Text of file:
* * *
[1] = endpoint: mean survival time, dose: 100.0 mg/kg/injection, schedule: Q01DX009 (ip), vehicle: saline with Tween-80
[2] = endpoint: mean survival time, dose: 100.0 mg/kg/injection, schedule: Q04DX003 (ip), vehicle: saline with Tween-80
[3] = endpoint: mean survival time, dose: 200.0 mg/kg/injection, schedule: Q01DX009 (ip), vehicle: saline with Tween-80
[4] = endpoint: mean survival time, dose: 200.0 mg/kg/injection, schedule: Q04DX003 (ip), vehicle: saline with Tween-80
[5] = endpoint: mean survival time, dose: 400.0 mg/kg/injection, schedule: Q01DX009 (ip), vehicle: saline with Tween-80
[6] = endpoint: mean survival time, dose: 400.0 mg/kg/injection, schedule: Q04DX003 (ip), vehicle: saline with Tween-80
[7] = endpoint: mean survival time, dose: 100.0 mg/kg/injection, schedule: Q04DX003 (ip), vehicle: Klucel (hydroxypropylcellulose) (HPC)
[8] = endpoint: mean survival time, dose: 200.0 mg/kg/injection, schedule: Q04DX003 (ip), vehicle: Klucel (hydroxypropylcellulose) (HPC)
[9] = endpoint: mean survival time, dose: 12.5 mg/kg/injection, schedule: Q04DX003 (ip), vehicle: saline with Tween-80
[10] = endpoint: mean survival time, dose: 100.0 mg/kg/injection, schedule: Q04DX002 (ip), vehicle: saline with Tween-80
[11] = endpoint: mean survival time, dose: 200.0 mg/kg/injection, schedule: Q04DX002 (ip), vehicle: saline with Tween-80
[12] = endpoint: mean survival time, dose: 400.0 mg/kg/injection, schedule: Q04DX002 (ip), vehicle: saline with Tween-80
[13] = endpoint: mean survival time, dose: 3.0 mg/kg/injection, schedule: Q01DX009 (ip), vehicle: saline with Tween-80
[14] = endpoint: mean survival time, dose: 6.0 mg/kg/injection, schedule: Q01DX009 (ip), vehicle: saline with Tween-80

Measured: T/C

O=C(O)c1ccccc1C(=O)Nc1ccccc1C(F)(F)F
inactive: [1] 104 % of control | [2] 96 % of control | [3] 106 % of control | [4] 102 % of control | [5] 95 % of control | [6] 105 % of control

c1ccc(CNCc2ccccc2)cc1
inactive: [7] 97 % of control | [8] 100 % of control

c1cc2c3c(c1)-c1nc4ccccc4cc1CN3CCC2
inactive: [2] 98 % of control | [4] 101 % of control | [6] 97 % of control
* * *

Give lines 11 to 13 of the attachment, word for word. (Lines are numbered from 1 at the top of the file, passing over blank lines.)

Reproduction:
[11] = endpoint: mean survival time, dose: 200.0 mg/kg/injection, schedule: Q04DX002 (ip), vehicle: saline with Tween-80
[12] = endpoint: mean survival time, dose: 400.0 mg/kg/injection, schedule: Q04DX002 (ip), vehicle: saline with Tween-80
[13] = endpoint: mean survival time, dose: 3.0 mg/kg/injection, schedule: Q01DX009 (ip), vehicle: saline with Tween-80